When I was five I used to put on shows for anyone who’d take a seat. I’d grab some blankets, turn over the kitchen table, and raid my mama’s lingerie drawer. But it wasn’t just my debut. I rarely performed alone. Instead I persuaded my brother to sample his latest Ninja Turtle moves. I had the kids across the street stepping to a choreographed musical and I sweet-talked Ms. Sylvia into lettering the signs. Artmaking has always been more than an end result. Artmaking has been the collaboration, the process and the magic that gave my five year-old self life. Artmaking was exuberant expression, and artmaking became relationship.

Trust Black Women; by Amanda K Gross

When I was 29, I was stitching up a telephone poll downtown when a thought came across my mind. Soon after, I convinced 2,000 of my closest friends to help me knit the Andy Warhol Bridge. Between years 5 and 29 I had learned some things about creating nicely with others. I had learned how to motivate people with the ultimate trio of enthusiastic vision, resonance and steady confidence. I had learned how to intentionally create space for accessible participation. But, I had not yet learned my limitations. Knit the Bridge was like fiber meeting steel. As 3rd graders and grandmas knit their squares and word spread rapidly, Allegheny County, the keeper of the bridge, worried about risk, money and contracts. In our grassroots effort, we set out to reclaim and beautify public space all the while honoring our interconnectedness. The county’s legal team was not amused by our fluid way of outsourcing labor and materials. They wanted assurances of safety to know who would take responsibility if it failed. In the role of project manager I learned about the rigid structures that form our society, about my own weaknesses and need for support and also about the adaptable power and strength of communities when we come together. With Knit the Bridge artmaking began as co-creation, and then suddenly it became organizing.

A few years before, when I was 26, 27 and 28, and within a two-block radius of my home, four young Black men were shot and killed in separate incidents, one by Pittsburgh Police. Their deaths reminded me of a ninth grade classmate who shared their tragic story and I responded by organizing Quilting Bee Love, a listening project pairing quilters with those who’ve lost loved ones to gun violence. I intended this fiberart project to build relationship, humanize victims and their families, and find healing in the power of storytelling. A few beautiful quilt squares were made and some very personal stories were shared. Some of McKeesport’s most affluent quilters joined in, but the project halted when they couldn’t get past their own fears and internalized racism. In this juxtaposition of trauma, remembering, love and resilience, quilting revealed both destruction and beauty. And so, though limited in scope, through Quilting Bee Love artmaking became healing.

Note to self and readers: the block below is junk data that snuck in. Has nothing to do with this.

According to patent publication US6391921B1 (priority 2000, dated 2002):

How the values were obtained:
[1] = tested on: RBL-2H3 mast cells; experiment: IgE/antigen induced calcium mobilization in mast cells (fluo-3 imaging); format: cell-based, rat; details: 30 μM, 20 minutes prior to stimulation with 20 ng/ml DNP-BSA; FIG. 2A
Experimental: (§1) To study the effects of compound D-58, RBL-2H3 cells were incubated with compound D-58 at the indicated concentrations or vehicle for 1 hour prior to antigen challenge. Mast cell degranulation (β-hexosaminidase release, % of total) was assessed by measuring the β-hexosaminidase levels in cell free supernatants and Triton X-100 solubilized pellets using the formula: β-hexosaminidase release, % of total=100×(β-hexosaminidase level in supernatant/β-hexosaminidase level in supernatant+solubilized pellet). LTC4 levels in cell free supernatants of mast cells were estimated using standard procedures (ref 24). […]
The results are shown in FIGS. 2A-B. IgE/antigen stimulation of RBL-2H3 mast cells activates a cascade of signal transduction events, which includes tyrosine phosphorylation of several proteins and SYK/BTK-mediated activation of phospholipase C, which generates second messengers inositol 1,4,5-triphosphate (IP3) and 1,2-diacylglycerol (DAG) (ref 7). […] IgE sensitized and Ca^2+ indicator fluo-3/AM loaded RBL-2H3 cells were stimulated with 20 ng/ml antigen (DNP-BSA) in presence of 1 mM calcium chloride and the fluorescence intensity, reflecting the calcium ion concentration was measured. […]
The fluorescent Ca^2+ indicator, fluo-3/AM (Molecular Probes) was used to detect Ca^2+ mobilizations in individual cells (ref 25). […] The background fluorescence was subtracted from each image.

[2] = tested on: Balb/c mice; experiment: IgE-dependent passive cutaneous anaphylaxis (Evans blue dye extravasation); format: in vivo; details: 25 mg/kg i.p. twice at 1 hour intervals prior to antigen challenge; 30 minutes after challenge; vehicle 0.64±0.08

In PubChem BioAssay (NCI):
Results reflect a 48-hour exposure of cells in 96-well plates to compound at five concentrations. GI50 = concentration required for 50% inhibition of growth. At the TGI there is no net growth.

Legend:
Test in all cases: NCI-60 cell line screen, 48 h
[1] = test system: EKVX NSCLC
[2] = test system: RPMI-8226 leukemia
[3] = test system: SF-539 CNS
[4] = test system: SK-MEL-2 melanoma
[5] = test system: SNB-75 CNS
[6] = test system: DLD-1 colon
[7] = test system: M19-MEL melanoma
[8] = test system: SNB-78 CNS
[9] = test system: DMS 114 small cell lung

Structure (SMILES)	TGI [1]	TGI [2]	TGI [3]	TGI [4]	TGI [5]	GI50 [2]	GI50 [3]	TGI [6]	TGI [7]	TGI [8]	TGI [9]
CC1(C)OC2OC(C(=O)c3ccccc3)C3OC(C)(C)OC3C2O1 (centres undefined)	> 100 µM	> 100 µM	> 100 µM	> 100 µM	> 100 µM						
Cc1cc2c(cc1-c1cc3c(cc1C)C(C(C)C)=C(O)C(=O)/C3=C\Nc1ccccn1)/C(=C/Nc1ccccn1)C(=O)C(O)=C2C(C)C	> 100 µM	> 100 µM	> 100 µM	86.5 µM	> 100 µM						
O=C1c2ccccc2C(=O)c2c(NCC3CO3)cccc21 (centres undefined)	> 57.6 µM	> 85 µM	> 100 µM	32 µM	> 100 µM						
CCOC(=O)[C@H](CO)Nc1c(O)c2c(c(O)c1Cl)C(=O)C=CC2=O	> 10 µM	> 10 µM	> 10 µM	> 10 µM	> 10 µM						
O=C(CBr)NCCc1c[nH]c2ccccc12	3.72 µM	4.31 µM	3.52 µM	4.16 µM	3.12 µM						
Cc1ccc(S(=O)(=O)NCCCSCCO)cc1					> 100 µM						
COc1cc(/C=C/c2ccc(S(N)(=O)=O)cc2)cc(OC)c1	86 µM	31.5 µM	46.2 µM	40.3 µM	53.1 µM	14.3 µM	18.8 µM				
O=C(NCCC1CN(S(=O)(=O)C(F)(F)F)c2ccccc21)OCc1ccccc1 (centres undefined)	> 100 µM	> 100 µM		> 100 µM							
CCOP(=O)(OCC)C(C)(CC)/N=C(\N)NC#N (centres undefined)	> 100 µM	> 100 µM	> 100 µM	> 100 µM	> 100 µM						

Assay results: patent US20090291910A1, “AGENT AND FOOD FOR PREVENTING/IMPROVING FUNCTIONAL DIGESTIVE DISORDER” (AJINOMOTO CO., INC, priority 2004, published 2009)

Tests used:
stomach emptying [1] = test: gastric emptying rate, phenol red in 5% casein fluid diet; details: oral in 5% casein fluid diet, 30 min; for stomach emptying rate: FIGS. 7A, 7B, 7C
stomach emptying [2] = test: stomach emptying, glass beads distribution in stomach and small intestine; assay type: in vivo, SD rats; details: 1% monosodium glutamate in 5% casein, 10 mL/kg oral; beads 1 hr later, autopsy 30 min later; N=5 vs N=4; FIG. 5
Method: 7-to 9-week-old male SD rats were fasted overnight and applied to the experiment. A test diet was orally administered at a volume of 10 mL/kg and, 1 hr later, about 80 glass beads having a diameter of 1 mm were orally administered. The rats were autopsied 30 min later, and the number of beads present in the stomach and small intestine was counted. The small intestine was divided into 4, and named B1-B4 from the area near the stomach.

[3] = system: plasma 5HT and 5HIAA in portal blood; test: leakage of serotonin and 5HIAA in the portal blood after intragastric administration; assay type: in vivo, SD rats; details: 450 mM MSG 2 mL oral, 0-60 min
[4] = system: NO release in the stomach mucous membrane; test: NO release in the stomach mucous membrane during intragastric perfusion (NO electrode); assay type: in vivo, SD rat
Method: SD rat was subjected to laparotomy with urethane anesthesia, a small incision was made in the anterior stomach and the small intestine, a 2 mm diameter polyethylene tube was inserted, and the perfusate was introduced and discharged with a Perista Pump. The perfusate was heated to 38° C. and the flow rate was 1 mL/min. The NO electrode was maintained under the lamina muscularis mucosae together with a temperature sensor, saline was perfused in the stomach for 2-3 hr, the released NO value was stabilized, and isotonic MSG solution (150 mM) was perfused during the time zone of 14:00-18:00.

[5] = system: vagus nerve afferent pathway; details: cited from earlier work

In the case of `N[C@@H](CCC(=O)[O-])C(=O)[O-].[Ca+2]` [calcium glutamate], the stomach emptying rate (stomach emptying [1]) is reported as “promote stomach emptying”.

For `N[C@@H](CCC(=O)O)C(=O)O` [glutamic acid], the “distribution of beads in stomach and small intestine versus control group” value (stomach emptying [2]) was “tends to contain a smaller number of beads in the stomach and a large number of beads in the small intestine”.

San Diego Doodle; by Amanda K Gross

When I was 15 I spent a year starving myself in France. Highly influenced by white feminine beauty standards, but also driven by an adolescent religious zeal to be perfect in the eyes of God, I was at the height of my over-achievement. Atlanta Public Schools sent me and 14 other awkward teens to represent as junior ambassador exchange students. Living outside the U.S. gave me perspective. I resisted the fat, ugly, dumb American stereotype by overcompensating with emaciation, extreme politesse and cultural and linguistic fluency. Upon my return home making art was the key that unlocked my pathology. In AP Art Studio I drew myself back to health, drawing image after image of my body until I realized my own beauty. I used the physical act of figurative drawing to emerge from the ugly distortions of my mind. In the midst of sickness, artmaking was the antidote. Artmaking was health. Through my practice, artmaking became self-reflection.

Reflecting back, I can see myself at age 8. One day afterschool, I dropped my backpack on the kitchen floor and declared myself vegetarian. All my friends were doing it. One week later, none of my friends were doing it. I still am. My mama gave me free range of the kitchen and I experimented with whatever was on hand. I learned to make do and make great. I learned to make vegetables sing. In the kitchen, artmaking was a way to eat. Artmaking proved resourceful. And in my identity formation, artmaking became a way towards self-determination.

Kitchen Doodle; by Amanda K Gross

When I was 24 I drove 12 consecutive hours from Pittsburgh to Maine to live with a couple of complete strangers – one of whom wove rugs and the other of whom threw pots. This sixty-something couple subsisted as craftspeople and always had. Over seven weeks time, I observed Susanne Grosjean’s work intimately and was an obedient apprentice. I painstakingly warped the loom and wound hundreds of spools of yarn. I wove pick after pick and then carefully unwove and rewove after each mistake. I mastered tension. I matched hue. I carded and spun and dyed wool. I worked exhaustively. During my apprenticeship, artmaking was not just craft and skill; it was a livelihood. Artmaking was a path to material survival. Through that path, artmaking became a rigorous self-discipline.